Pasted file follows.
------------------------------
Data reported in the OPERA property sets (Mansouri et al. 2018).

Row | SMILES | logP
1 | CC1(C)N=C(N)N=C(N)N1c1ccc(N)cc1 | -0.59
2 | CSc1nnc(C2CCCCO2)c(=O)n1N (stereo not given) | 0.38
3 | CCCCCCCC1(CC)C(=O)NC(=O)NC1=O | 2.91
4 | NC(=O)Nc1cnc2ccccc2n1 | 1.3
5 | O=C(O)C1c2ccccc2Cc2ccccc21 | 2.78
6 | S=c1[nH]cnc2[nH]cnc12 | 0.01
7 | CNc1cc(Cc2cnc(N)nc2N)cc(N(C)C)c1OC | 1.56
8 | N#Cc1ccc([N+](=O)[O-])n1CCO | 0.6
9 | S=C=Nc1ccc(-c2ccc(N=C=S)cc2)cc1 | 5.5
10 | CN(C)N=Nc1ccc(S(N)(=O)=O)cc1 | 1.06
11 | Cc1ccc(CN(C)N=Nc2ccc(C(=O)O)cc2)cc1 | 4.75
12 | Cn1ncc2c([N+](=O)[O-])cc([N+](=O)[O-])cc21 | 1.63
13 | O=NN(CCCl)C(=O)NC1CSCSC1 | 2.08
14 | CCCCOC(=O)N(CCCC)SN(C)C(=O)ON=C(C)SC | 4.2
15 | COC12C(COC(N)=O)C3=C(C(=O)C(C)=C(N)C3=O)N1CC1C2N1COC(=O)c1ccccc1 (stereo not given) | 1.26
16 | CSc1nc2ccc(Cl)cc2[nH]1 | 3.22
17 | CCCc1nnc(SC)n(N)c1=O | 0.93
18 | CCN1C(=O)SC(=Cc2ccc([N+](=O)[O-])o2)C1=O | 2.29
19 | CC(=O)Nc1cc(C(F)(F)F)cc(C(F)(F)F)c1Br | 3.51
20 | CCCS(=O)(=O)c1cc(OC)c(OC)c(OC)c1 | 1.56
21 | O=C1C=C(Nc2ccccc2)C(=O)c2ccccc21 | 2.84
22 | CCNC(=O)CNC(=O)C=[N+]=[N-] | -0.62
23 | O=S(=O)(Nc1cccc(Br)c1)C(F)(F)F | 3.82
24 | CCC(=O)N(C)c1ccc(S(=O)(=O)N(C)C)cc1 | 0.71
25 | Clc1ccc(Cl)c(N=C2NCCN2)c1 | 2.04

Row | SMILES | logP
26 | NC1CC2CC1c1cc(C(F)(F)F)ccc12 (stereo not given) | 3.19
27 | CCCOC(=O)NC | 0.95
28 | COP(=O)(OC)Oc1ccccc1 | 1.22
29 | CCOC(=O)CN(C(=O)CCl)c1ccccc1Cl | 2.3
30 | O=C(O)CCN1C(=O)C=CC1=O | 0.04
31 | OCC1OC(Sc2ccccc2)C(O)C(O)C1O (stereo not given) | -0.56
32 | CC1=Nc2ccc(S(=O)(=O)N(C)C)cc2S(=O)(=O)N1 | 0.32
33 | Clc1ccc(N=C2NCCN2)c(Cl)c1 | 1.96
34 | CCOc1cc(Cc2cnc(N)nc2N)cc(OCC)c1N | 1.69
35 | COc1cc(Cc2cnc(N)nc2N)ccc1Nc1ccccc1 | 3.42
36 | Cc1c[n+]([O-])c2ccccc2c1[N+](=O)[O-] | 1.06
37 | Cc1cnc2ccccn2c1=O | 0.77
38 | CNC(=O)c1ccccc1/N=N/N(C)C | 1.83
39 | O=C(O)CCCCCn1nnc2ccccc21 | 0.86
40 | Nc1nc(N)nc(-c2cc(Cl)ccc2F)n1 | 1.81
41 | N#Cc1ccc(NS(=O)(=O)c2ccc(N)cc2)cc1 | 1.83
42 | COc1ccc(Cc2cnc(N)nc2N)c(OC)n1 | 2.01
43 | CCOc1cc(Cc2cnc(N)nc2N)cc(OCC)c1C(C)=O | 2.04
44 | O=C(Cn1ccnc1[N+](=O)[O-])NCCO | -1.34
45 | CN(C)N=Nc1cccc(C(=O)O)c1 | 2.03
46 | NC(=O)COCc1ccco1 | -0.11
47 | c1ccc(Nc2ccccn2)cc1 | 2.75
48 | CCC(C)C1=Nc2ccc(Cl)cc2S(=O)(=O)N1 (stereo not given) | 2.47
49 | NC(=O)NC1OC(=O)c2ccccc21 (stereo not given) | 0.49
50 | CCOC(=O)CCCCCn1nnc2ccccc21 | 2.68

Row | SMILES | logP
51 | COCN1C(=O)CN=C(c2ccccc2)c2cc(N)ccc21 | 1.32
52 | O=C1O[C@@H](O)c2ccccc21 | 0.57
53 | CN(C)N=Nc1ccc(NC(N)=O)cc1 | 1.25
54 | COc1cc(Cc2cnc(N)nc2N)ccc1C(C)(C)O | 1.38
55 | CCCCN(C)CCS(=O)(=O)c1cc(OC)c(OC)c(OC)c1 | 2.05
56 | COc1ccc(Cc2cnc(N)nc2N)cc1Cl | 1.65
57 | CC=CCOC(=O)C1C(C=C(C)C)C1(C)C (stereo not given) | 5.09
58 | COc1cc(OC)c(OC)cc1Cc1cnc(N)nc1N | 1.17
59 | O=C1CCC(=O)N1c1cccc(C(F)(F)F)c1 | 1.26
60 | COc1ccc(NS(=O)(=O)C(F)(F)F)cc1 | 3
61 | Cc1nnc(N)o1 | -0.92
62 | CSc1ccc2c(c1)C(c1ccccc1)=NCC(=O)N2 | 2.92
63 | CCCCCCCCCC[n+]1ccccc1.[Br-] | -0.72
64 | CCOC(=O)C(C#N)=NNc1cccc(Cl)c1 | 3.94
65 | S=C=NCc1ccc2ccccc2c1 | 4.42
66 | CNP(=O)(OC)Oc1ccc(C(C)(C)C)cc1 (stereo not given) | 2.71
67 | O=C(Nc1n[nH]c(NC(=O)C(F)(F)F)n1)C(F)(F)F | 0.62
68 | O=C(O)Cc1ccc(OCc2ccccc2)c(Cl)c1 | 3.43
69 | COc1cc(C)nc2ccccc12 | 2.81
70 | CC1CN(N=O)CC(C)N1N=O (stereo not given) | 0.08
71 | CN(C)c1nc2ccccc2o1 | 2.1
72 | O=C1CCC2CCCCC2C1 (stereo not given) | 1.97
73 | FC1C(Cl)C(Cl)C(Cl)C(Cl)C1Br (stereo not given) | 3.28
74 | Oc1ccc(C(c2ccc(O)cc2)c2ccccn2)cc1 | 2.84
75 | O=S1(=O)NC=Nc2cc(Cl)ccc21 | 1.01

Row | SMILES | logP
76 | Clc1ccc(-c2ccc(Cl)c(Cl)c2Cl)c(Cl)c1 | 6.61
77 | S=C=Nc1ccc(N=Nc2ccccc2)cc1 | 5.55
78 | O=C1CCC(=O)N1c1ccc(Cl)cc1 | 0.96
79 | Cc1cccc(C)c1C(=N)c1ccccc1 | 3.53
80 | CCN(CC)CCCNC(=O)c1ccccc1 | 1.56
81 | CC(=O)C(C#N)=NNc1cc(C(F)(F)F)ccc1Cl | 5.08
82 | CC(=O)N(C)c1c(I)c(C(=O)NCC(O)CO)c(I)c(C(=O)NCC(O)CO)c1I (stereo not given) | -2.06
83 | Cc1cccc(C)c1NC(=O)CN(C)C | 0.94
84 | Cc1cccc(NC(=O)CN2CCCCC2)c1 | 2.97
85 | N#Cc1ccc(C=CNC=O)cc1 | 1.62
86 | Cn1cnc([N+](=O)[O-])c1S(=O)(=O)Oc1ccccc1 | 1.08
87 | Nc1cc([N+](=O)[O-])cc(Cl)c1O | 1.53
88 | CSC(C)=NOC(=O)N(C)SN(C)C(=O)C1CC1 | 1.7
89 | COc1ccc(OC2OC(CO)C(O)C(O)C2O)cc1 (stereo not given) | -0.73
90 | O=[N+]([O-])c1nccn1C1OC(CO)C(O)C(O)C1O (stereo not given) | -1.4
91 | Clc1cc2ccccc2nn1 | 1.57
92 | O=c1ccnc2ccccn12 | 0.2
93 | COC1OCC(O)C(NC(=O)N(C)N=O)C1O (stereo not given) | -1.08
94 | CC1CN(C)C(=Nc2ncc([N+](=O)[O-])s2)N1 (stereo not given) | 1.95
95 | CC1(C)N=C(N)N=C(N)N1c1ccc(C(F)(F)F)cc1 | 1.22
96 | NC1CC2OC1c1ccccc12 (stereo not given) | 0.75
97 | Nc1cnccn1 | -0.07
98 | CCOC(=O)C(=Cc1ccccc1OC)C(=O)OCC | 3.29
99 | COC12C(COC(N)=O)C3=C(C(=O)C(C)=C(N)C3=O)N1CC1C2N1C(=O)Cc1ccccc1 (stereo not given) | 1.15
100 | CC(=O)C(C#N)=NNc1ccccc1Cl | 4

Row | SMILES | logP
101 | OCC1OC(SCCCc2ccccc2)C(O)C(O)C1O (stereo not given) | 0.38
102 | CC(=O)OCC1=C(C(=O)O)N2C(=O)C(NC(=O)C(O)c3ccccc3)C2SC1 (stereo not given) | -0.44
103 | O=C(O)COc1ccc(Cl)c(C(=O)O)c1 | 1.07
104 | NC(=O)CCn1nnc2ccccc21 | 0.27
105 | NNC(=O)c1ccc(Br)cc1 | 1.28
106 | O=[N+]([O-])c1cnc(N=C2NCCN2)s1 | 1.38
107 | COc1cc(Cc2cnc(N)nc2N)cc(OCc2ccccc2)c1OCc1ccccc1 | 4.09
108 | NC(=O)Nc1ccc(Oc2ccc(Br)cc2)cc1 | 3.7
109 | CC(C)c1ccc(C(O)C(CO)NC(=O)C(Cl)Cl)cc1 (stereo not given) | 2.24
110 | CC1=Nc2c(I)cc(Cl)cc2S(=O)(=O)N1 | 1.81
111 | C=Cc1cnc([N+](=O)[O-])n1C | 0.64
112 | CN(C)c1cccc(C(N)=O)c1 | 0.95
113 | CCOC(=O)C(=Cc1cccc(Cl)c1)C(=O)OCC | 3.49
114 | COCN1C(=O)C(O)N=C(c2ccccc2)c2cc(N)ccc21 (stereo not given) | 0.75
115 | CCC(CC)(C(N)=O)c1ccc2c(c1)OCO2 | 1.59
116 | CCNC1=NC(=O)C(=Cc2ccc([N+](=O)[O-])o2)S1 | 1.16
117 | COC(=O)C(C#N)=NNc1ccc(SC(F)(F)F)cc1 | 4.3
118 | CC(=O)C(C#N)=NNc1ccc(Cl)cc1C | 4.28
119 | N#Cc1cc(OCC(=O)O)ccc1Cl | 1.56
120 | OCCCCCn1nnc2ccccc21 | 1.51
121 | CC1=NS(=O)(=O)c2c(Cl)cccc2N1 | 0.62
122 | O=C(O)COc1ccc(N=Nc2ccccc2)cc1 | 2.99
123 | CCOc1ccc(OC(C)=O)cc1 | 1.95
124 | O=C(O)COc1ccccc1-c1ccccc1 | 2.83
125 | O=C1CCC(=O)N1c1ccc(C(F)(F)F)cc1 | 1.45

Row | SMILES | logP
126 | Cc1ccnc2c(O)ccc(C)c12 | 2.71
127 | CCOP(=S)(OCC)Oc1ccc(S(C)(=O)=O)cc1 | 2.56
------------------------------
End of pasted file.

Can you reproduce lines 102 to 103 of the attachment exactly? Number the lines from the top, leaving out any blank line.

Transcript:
97 | Nc1cnccn1 | -0.07
98 | CCOC(=O)C(=Cc1ccccc1OC)C(=O)OCC | 3.29